Ducati Case Study

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Ducati nearly faced on bankruptcy 1996 though it has good reputation on the famous mechanical system and its unique extreme performance. In the fierce competition with the domination by Japanese companies with high technology, it is difficult to survive or even recover from bankruptcy. Fortunately, the explosive growth and profitability occurred from 1997 led by the CEO, Federico Minoli. This document is the case study of Ducati recovering to a position owing a certain amount of market share.

Analyzing the external environment

The General Environment Analysis

The case of Ducati involves the whole world analysis, which does not mention the specific country. Each company produced the motorcycles with its certain target consumers with diversified age, income, education and gender.

• Demographic, Economic, Socio-cultural & Political-legal No specific information

• Global
More women as the new customers are attracted by motorcycle manufacturers, whose preferences are the low seat height and weight of its motorcycles.

• Technology
The motorcycle technological innovation should be aided with the use of CAD and CNC technologies. Besides, there are many suppliers offering the components for the production of motorcycles. However, Japanese manufactures are also the leader of the motorcycle firms throughout the world with its high techniques.

General Environment Conclusions

To sum up, the new market from the demand of female offers the market opportunities. Also, the new technologies invented provide the companies for the abilities to innovate the new products. Whereas, the dominance by Japan companies with the high technology becomes a high threat in the whole industry.

Industry Analysis

In motorcycles industry, it is important to keep the features with the performance and functionality. The sport segment in the industry needs a bundle of competitive strategies for all companies in the intense competition. With the analysis of the Porter five forces model, difficulties of operating in this industry will be noted.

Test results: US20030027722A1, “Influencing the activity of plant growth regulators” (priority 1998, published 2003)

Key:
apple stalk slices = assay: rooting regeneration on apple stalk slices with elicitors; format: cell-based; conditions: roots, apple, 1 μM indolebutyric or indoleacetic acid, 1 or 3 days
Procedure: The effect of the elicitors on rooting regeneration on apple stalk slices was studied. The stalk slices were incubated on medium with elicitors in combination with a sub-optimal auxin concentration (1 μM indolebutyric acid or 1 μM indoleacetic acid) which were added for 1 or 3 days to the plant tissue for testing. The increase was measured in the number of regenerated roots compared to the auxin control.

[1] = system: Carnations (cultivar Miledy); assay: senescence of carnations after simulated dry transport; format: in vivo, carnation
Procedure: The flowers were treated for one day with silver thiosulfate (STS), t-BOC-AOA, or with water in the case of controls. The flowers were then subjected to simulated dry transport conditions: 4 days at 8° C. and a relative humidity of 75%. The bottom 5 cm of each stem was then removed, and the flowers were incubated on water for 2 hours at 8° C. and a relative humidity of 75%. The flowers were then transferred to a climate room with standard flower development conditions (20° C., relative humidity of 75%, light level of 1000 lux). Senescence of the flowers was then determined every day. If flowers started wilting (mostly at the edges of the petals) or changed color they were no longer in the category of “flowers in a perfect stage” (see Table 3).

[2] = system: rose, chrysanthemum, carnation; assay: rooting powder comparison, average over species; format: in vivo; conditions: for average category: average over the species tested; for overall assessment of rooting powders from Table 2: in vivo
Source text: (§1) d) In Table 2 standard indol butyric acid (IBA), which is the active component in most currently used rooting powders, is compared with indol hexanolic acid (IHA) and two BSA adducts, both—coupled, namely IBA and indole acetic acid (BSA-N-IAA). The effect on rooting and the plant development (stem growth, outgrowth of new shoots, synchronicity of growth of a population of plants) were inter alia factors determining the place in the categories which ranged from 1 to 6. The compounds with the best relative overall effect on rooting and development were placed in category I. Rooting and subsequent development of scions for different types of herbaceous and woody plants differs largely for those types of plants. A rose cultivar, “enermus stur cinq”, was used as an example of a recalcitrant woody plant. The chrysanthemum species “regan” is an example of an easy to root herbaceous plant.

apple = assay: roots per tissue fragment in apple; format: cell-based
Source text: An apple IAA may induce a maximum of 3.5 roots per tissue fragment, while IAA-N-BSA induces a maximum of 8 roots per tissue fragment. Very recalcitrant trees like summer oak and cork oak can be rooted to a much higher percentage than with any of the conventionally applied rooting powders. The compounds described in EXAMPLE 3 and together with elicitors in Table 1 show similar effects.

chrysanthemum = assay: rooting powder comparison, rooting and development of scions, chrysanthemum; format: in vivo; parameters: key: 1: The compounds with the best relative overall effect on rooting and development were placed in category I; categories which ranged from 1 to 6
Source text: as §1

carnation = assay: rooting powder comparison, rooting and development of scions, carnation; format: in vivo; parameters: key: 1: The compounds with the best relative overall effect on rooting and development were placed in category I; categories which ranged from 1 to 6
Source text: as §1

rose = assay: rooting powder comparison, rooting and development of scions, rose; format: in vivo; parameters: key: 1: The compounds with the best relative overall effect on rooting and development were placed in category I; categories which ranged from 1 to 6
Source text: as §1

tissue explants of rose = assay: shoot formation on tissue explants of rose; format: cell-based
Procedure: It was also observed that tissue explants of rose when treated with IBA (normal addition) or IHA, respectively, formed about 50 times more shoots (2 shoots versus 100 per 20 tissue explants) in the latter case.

• Barriers to entry: HIGH
Firstly, this kind of industry needs considerable capital requirements thanks to its complex production with many components. Moreover, the consumers require high quality of the motorcycle products and they will not trust on the new machine from the new company.

• Threat of Substitute Products: HIGH
The motorcycle industry is dominated by some Japanese companies. Meanwhile, European firms vie for it as well. Customers can choose any product that they want.

• Bargaining Power of Buyers: LOW
The motorcycles attract the consumers with its extreme performance and high techniques. The price of products is not affected by buyers. Buyers have no strong position.

• Bargaining Power of Suppliers: LOW
No suppliers in this industry are critical to buyers’ marketplace success. There are many suppliers for all motorcycle companies to choose. The suppliers have not strong power.

• Intensity of Rivalry among Competitor: MODERATE to HIGH Although the motorcycles of each company differ from each other with their unique features, the competitive rivalry is intense because these companies will also challenge their competitor’s actions. They can be informed the technology and enter into the competitors’ segment.

Industry conclusion

|Overall Conclusion - Five Forces Analysis | |Forces |Strength |Profit Potential |Attractiveness | |Entry Barriers |high |high |yes | |Threat of Substitutes |high |low |no | |Buyer’s Power |low |high |yes...
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